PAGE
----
March 1, 2011 at 12:55 pm

9 Responses

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  1. So Giddens thinks the Libyan assassination squads and the torture chambers were all malicious rumours, does he?

    Anyone remember what ORWELL said about intellectuals?

    ‘One has be be an intellectual to believe anything so stupid; no normal person would believe such a thing …’

    At least Mandelswine is/was in the mire for the invitations aboard oligarchs’ yachs and a £22,000 Patek Philippe.

    Bingo Little

    March 1, 2011 at 2:05 pm

    • It is strikingly stupid of the man, isn’t it?

      As a Sociology (and Politics) graduate I have a special interest in Giddens.

      Andrew Coates

      March 2, 2011 at 11:42 am

  2. I thought this was particularly vile:

    Miliband anger over Gaddafi lecture
    (UKPA) – 1 day ago

    David Miliband has said it was “horrific” that a London School of Economics (LSE) lecture in his late father’s name was delivered by Colonel Gaddafi’s son Saif.

    The Ralph Miliband memorial lecture was given by Saif Gaddafi last May.

    LSE director Sir Howard Davies resigned last week over the university’s links to Col Gaddafi’s family, in particular the decision to accept £300,000 research funding from a foundation controlled by Saif Gaddafi.

    An independent inquiry into the extent of LSE’s links with Libya is to be conducted by former Lord chief Justice Lord Woolf.

    The LSE’s Ralph Miliband Programme was set up in 1996 with a donation from a former PhD student who had been inspired by the socialist.

    Asked on BBC1’s Andrew Marr Show about last year’s memorial lecture, former Labour foreign secretary Mr Miliband said: “It’s horrific.

    “The Ralph Miliband Programme at the LSE was founded by a former student of my dad’s in the 1950s who said he’d learnt more in the seminars of my dad – who was obviously on the left – he’d learnt more about the right because my dad believed in showing all sides of opinion.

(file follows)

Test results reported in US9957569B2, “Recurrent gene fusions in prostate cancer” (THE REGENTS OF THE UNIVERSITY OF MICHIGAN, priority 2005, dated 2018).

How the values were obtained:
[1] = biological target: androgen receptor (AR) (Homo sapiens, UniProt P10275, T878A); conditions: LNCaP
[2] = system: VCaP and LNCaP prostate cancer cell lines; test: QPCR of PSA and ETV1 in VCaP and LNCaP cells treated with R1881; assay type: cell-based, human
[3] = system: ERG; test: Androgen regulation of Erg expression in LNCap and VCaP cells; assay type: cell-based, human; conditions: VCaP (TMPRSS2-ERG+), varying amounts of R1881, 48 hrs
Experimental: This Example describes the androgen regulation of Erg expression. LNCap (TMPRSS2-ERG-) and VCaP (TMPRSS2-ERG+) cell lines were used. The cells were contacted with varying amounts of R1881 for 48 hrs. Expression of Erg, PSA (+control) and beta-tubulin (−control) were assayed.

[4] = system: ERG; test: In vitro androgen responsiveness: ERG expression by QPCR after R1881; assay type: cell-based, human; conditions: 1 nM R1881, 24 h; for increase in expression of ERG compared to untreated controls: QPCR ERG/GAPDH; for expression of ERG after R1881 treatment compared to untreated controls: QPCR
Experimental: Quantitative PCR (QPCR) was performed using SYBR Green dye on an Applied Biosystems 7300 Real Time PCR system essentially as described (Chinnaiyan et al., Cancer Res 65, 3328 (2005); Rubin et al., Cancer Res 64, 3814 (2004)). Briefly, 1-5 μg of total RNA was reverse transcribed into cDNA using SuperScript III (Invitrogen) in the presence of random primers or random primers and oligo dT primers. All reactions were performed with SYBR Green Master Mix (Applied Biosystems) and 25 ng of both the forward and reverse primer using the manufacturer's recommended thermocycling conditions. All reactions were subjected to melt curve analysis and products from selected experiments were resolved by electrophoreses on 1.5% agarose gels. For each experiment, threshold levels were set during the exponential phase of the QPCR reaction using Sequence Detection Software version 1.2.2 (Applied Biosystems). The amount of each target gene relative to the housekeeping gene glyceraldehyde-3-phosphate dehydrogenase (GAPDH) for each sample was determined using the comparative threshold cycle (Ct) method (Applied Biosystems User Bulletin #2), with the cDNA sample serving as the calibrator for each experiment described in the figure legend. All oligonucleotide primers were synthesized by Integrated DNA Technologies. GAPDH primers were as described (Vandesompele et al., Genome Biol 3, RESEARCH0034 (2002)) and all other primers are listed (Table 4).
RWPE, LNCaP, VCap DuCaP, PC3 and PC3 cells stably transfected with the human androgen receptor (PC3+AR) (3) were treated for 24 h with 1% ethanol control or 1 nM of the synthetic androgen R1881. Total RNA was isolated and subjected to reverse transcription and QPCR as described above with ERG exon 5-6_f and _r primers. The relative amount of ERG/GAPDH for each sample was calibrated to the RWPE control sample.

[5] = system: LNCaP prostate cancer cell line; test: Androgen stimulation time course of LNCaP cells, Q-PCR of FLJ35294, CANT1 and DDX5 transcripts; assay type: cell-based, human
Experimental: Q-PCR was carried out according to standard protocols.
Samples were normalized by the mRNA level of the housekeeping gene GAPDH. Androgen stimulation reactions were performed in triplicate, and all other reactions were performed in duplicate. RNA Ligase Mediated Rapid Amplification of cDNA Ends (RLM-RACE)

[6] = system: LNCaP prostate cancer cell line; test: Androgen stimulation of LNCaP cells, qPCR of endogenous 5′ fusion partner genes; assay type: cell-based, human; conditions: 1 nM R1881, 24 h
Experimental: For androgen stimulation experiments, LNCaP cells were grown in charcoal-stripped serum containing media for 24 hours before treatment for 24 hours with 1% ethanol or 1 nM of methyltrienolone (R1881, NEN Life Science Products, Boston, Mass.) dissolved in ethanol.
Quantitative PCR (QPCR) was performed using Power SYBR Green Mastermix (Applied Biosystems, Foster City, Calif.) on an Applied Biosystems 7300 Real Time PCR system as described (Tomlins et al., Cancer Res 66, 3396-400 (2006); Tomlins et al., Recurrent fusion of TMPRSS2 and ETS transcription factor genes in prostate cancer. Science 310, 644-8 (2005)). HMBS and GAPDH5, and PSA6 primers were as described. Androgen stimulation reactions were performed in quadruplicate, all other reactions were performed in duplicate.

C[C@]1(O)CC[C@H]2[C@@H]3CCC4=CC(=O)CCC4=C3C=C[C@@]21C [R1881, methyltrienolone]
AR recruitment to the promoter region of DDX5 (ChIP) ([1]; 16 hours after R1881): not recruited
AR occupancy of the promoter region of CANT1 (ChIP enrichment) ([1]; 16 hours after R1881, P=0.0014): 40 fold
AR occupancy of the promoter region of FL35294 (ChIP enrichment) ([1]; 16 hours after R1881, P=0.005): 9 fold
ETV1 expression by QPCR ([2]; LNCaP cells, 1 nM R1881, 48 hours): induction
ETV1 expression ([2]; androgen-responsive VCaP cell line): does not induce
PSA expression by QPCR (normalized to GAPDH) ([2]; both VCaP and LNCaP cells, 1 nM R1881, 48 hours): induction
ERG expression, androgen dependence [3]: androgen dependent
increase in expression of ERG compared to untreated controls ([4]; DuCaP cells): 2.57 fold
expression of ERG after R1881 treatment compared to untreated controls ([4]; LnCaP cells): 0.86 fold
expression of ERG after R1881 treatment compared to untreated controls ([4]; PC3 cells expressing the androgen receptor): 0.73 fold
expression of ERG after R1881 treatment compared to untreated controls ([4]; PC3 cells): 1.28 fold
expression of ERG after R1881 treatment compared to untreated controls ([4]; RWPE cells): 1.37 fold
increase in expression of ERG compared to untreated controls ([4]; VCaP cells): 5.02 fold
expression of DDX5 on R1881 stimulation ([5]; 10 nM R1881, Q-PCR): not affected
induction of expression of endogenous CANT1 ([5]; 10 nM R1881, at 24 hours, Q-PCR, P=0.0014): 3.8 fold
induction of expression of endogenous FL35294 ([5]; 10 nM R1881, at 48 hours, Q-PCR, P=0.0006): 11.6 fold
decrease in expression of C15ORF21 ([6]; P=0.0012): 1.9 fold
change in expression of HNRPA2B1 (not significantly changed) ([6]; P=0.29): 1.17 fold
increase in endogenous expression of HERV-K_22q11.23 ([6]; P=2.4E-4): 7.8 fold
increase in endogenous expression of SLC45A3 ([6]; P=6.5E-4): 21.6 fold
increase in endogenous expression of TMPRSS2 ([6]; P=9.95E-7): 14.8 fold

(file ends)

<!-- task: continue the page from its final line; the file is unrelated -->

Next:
“The idea of Saif Gaddafi giving a lecture under his name is just horrific to him and horrific to the whole family obviously.”

    Mr Miliband added: “I think there’s a wider issue – the LSE has announced an inquiry into whether at any stage their academic independence has been compromised, I think by Lord Woolf. It’s very important that that’s carried through.”


    Andrew Coates

    March 7, 2011 at 1:36 pm

  3. […] 2007 belief that Libya would become the Norway of the region without regime change (see also Andrew Coates) and [former Financial Service Authority head] Howard Davies’ bizarre equation between Gaddafi […]

  4. […] Saif Gaddafi ind som ph.d. studerende.Og, som Giddens selv har fremhævet, er der såmænd et vist intellektuelt fællesskab.  Både Giddens og Moammar Gaddafi er kritiske overfor kapitalistisk markedsøkonomi, og Gaddafi […]

  5. This is interesting:

    “Dear David Held,

    Just a few hours by air from where you live, Colonel Gaddafi is stepping up war against his own people. His use of propaganda, terror, mercenaries and imported heavy weapons remains headline news down here in the southern hemisphere, where I now live. Stories of your links with Libya are news here as well. The reports suggest that you have handled yourself with fair-minded openness. Yesterday’s statement in openDemocracy strengthens that impression.[1] That’s why, in the same spirit of candour, I trust you will let me ask you further questions about the wider significance of what you have done and how you might handle the trouble that has come your way.

    Your consociation with Saif al-Islam al-Gaddafi, a man whom you befriended and mentored, and from whose charity your LSE Global Governance centre took a sizeable sum of research money, produced unwelcome news….



    Andrew Coates

    March 24, 2011 at 5:23 pm

  6. […] forsøg på den slags midterfetichisme ved, så fostrer sådan en tilgang oftest blot vage, pinlige resultater, alt imens den luller proponenterne ind i en falsk […]